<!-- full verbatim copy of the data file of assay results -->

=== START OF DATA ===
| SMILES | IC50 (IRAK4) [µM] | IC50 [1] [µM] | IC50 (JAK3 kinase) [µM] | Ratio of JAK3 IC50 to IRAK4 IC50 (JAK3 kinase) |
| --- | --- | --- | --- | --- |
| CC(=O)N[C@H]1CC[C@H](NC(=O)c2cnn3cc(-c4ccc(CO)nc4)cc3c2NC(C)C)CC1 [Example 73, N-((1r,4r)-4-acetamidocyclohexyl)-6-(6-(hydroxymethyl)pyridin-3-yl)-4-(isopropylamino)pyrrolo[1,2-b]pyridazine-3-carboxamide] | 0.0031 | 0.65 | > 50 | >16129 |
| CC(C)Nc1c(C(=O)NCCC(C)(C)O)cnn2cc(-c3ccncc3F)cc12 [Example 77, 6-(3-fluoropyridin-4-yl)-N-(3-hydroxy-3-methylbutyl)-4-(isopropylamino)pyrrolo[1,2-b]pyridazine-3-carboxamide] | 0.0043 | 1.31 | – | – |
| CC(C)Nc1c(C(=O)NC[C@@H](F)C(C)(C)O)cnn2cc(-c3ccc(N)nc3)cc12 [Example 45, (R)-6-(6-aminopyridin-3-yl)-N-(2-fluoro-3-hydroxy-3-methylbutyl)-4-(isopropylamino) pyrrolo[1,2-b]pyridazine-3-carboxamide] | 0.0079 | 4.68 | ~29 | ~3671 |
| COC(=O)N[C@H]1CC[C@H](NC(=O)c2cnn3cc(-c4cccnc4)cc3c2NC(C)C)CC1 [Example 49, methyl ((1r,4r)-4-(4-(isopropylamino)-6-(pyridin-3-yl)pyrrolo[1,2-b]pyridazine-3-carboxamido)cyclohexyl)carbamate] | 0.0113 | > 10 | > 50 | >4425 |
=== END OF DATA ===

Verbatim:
| SMILES | IC50 (IRAK4) [µM] | IC50 [1] [µM] | IC50 (JAK3 kinase) [µM] | Ratio of JAK3 IC50 to IRAK4 IC50 (JAK3 kinase) |
| --- | --- | --- | --- | --- |
| CC(=O)N[C@H]1CC[C@H](NC(=O)c2cnn3cc(-c4ccc(CO)nc4)cc3c2NC(C)C)CC1 [Example 73, N-((1r,4r)-4-acetamidocyclohexyl)-6-(6-(hydroxymethyl)pyridin-3-yl)-4-(isopropylamino)pyrrolo[1,2-b]pyridazine-3-carboxamide] | 0.0031 | 0.65 | > 50 | >16129 |
| CC(C)Nc1c(C(=O)NCCC(C)(C)O)cnn2cc(-c3ccncc3F)cc12 [Example 77, 6-(3-fluoropyridin-4-yl)-N-(3-hydroxy-3-methylbutyl)-4-(isopropylamino)pyrrolo[1,2-b]pyridazine-3-carboxamide] | 0.0043 | 1.31 | – | – |
| CC(C)Nc1c(C(=O)NC[C@@H](F)C(C)(C)O)cnn2cc(-c3ccc(N)nc3)cc12 [Example 45, (R)-6-(6-aminopyridin-3-yl)-N-(2-fluoro-3-hydroxy-3-methylbutyl)-4-(isopropylamino) pyrrolo[1,2-b]pyridazine-3-carboxamide] | 0.0079 | 4.68 | ~29 | ~3671 |
| COC(=O)N[C@H]1CC[C@H](NC(=O)c2cnn3cc(-c4cccnc4)cc3c2NC(C)C)CC1 [Example 49, methyl ((1r,4r)-4-(4-(isopropylamino)-6-(pyridin-3-yl)pyrrolo[1,2-b]pyridazine-3-carboxamido)cyclohexyl)carbamate] | 0.0113 | > 10 | > 50 | >4425 |